My fellowship at IIAS primarily aims to revise my PhD thesis, which was passed in March 2013, and turn it into a book manuscript on ‘Feminising Islam in Contemporary Indonesia: The Role of Progressive Muslim Women’s Organisations’. It addresses the central question of how progressive Muslims women’s organisations have contributed to the reformation of Islamic law on gender and promoted women’s rights in contemporary Indonesia. The assumption that Islam prescribes different roles between men and women has posed a challenge on how to promote Muslim women’s rights without undermining religion. It uses progressive Muslim women’s organisations as case studies within two different time periods, before and after the so-called reformation in 1998, when Indonesian Islamic legal scholarship underwent a dramatic change. Unlike most of the literature on Islamic feminism, which often limits the focus to either its intellectual discourse or activism, this book draws on legal anthropological research and explores both Islamic feminist scholarship and activism in modern Indonesia. It will look at not only social action activities undertaken by these organisations but also their contributions through original progressive interpretations of the scriptures on which Islamic law is based. The book analyses how this progressive Islamic legal scholarship has developed within the context of wider debate on Islamic law in Indonesian late New Order and post-Soeharto’s periods.
The book discusses the role, strategies, and struggle of progressive Muslim women’s organisations in introducing a reform of Islamic law on gender. It discusses the implications of such reform for the relationship of women with Islam, civil society and the state in contemporary Indonesia. Drawing on extensive in-depth interviews, participatory observations, discourse analysis of Indonesian Muslim publication on gender issues, as well as historical and theoretical investigations, it will analyse how society deals with religious tradition and modernity in the largest Muslim country in the world.
This fellowship will further develop the thesis into a book by engaging in an intellectual debate on the contribution as well as the limitation of Islamic feminism to serve as a platform for women’s liberation and empowerment in the Muslim world, given its limited framework within one particular religion, while it often operates within plural socio-political contexts such as in Indonesia. It will also engage in a debate on the position of women in the region of Southeast Asia whether they have relatively higher position and more freedom than their Muslim sisters in other regions and how this has influenced the women’s movement in the region. Furthermore, the study will also highlight the distinctive nature of Islam in Southeast Asia which is arguably more cosmopolitan and moderate compared to the one in other Muslim regions such as Middle East and South Asia.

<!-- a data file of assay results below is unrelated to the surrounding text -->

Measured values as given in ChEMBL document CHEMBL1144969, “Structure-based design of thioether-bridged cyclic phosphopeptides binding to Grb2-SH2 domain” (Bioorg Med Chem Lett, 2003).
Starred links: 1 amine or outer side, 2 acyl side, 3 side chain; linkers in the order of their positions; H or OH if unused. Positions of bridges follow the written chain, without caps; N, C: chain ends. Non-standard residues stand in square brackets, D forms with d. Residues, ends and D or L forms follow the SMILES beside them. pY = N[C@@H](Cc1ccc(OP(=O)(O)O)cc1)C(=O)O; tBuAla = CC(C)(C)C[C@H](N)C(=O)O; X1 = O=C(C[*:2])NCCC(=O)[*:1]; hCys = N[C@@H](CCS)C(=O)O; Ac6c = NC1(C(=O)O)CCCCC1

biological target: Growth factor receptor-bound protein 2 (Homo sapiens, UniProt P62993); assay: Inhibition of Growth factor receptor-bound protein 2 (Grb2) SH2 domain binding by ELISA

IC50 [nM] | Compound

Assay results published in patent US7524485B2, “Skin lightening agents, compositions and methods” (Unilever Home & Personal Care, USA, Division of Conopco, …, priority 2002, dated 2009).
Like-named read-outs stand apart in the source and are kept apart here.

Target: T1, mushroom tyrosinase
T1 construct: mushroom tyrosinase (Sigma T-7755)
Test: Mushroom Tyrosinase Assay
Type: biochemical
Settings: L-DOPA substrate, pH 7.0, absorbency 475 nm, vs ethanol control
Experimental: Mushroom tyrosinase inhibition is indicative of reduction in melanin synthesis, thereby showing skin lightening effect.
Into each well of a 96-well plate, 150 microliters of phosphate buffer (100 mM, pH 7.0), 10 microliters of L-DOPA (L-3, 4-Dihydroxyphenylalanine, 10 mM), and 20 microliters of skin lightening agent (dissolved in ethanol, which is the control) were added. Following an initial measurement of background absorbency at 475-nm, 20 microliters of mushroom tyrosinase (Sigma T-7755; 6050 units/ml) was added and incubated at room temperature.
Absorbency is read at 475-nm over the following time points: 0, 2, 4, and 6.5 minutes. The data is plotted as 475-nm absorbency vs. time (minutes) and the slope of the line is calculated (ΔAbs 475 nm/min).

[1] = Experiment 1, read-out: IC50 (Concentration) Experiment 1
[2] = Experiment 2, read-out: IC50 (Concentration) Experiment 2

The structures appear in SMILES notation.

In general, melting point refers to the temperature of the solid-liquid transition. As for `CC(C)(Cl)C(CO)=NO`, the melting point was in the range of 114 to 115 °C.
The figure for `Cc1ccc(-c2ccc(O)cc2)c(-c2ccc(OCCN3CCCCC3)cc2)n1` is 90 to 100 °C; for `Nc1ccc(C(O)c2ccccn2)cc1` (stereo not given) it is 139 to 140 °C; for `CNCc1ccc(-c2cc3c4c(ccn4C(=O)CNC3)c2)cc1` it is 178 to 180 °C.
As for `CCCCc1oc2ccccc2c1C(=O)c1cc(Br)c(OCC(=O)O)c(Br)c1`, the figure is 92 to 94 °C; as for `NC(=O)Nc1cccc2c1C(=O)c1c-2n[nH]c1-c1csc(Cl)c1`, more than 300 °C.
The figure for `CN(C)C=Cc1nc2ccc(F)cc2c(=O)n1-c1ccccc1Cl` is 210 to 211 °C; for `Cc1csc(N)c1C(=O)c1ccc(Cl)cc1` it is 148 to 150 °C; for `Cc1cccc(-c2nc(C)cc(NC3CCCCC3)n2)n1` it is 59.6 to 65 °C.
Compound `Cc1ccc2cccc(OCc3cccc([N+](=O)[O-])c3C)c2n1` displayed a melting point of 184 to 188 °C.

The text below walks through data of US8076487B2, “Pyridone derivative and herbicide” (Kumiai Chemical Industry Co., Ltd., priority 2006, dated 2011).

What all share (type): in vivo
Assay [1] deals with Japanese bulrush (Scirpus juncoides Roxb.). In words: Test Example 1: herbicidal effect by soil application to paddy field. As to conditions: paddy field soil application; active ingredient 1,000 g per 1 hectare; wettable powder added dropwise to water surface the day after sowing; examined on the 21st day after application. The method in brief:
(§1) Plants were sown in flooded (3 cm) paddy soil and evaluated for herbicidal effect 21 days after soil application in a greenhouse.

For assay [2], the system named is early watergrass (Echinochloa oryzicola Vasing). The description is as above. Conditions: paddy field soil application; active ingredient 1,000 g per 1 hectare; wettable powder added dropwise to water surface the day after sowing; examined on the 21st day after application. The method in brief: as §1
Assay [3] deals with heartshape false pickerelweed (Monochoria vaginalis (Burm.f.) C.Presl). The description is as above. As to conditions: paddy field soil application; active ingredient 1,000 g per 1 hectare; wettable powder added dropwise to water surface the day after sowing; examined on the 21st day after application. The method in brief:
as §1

Nur Hidayah is a lecturer at the Faculty of Islamic Law and Economics of Banten State Institute for Islamic Studies and Jakarta State Islamic University, Indonesia, since 2001. She earned her MA from Durham University, UK (2003) and PhD from Melbourne University in Islamic Studies (2013). She has pursued her research interests through further research and fellowships, including Indonesian MORA post-doctoral fellowship at the University of Western Sydney (UWS) in October-December 2013, SEASREP (2014-2015), KITLV and IIAS fellowships (2015-2016). She has written in some Indonesian Islamic journals and books concerning issues of Islam, shari`a law, gender, Muslim women’s movement, and empowerment.